Today, a year too late, I return the sentiment.

Hi Shigemi. 本当にありがとうございました。またね。

201. At an izakaya in Shinjuku, March 21, 2012

Too Much to Write About

Writer’s block exists for people who only focus on one thing at a time, and try to force that creation into being. I discover it when not diversifying my projects or when my self-editor appears during the rough draft phase. Not all solutions can be solved quickly, and I often have to put a work away for an extended period and come back to it before I find writing or revising it easier than extracting water out of an ice cube frozen to the side of a polar bear, but that’s not my main problem with writing. My main problem is that I have too many things to write about.

Let’s say I only wrote about my life. To do that, I have to stop living for several moments in order to get that life on paper. To wait is to forget, which results in an entry filled with “I think”s and “I believe”s and “I’m not sure”s and where chronology is suspect. I also must set aside time to reflect and recall all the important details. If I remember details later, they arrive as footnotes marked with asterisks.

Or let’s say I only wrote fiction. To find subjects for fiction, I must read, and study, and live. Bonded to a computer is no way to write a work of art or entertainment. Poetry writes itself in the first draft, but I must come back to it when the rhythms are still fresh in my mind, and then again when they have become stale. Personal essays? Same thing: they take time, and always more time than I think they will, and when they are finished I have another idea for something to write about.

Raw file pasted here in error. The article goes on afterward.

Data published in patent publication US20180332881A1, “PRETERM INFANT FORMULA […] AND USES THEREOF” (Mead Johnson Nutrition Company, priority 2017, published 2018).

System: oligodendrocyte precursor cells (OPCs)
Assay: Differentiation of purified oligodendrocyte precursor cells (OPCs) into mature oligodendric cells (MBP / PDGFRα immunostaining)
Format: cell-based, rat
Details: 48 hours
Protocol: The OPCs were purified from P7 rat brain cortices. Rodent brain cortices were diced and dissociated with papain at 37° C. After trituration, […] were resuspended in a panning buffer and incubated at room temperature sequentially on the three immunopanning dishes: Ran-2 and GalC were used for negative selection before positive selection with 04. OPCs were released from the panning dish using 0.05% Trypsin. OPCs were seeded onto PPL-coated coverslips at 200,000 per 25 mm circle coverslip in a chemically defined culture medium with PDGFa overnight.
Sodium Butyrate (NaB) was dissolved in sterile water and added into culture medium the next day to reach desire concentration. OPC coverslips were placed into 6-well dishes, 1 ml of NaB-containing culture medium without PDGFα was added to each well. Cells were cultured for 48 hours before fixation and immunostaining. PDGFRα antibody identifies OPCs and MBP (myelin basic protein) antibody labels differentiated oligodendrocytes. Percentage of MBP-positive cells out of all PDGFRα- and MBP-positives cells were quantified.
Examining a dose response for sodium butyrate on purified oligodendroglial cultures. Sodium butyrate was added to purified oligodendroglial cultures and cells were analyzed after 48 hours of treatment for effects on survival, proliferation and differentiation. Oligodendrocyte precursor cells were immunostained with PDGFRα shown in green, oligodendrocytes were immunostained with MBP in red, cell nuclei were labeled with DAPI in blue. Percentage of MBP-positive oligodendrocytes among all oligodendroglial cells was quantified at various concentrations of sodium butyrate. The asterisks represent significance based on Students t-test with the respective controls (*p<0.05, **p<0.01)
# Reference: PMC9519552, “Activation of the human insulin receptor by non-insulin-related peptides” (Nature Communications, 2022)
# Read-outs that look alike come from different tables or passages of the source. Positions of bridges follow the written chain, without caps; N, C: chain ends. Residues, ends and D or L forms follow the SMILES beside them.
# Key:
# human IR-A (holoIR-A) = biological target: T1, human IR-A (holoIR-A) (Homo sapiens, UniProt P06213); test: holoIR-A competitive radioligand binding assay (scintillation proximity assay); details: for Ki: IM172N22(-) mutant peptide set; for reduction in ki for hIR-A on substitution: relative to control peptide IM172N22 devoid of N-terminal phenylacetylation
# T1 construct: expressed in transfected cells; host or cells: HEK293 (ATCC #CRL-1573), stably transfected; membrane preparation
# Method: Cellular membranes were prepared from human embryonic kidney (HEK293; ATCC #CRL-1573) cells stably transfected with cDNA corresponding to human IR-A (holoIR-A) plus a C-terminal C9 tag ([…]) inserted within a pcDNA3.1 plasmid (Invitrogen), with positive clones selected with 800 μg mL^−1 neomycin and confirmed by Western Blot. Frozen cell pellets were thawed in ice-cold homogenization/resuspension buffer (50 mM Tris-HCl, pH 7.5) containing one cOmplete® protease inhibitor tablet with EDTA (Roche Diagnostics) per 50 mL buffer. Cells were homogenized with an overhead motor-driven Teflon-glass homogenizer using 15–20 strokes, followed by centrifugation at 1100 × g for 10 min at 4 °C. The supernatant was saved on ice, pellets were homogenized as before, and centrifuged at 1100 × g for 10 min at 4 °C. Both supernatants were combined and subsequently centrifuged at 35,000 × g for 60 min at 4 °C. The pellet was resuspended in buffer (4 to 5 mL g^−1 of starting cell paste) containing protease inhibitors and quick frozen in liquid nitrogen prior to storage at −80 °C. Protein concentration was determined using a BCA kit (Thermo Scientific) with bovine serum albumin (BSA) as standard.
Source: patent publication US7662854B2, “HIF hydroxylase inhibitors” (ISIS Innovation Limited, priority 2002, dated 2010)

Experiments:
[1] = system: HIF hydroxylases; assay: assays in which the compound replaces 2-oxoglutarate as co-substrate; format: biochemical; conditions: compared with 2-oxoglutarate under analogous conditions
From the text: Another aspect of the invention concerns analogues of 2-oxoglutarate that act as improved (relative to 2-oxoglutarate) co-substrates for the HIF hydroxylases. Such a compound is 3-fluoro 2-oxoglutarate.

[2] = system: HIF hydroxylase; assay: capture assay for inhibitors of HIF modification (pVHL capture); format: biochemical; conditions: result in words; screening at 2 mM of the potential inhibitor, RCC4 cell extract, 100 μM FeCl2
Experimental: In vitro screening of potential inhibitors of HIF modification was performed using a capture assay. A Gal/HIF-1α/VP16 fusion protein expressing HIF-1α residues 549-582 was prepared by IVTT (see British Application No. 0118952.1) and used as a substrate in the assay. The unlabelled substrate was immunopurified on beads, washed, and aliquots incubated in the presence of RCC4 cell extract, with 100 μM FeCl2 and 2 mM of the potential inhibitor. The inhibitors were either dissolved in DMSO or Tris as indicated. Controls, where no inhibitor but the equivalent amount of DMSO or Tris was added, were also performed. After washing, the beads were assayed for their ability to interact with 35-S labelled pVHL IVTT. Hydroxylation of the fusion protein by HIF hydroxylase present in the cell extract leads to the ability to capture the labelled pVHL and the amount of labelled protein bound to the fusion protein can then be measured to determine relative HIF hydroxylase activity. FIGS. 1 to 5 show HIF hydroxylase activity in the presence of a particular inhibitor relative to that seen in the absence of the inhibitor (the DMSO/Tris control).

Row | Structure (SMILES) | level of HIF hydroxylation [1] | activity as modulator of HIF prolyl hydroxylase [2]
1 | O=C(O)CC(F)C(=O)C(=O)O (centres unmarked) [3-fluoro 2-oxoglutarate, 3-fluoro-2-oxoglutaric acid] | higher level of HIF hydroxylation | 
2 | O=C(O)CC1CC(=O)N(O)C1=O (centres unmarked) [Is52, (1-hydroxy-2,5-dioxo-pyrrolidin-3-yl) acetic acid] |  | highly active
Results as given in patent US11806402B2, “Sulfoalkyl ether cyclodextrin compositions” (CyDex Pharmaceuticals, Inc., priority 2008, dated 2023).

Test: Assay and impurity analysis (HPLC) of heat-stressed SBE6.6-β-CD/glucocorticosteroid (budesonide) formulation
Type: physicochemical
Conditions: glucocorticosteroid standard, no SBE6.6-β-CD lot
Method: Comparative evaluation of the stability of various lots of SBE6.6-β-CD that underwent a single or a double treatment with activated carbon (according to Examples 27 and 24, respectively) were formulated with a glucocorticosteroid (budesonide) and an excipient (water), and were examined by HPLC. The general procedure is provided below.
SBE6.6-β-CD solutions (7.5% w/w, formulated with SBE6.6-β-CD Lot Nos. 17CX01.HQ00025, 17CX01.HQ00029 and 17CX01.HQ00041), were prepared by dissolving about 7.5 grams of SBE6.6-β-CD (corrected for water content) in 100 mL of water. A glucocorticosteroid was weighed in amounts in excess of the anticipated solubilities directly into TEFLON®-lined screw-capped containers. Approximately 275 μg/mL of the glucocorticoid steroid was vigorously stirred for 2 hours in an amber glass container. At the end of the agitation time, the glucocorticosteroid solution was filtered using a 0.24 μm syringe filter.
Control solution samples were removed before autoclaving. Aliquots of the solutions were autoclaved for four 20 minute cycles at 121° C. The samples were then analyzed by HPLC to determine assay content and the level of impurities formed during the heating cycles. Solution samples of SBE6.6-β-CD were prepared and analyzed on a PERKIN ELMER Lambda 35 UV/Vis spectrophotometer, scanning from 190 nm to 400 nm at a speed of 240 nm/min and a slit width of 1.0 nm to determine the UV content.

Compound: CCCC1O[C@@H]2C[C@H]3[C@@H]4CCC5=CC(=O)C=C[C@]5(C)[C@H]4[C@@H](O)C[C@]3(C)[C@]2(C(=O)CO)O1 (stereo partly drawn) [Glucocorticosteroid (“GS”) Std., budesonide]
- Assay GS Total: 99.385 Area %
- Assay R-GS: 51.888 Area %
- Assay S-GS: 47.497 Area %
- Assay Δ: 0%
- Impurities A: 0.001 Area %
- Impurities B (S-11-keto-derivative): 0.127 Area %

For example, I’ve thought about writing another post on copyright law, specifically international copyright law. This was spurred on by the news that rarefilmm.com, a website that streams public domain and non region-1 movies (you can watch for free, but a membership gives you more options), had its accounts frozen by PayPal, possibly due to an anonymous complaint about copyright infringement. In this article, I would’ve started out by writing about Wagner on the Web, a review website that got on the bad side of Bayreuth lawyers who didn’t realize that the site “featured” its recordings only in the sense that it featured reviews on them, and so sent cease-and-desist letters to its creator, who was not a corporation and didn’t have deep pockets to fight this injustice. The post would’ve been labeled “International Copyright Law and the Corporatization of the Internet.” Of course, with a title like that, I’d have to prove that this is the case, which would require hours of research — otherwise, I’m the same as everyone else who airs unsubstantiated claims as if they’re trumpeting the second coming of Christ. And then if I didn’t find any information on this phenomenon, I’m left with a memory of what happened to one site and a possible motive behind PayPal freezing the account of another.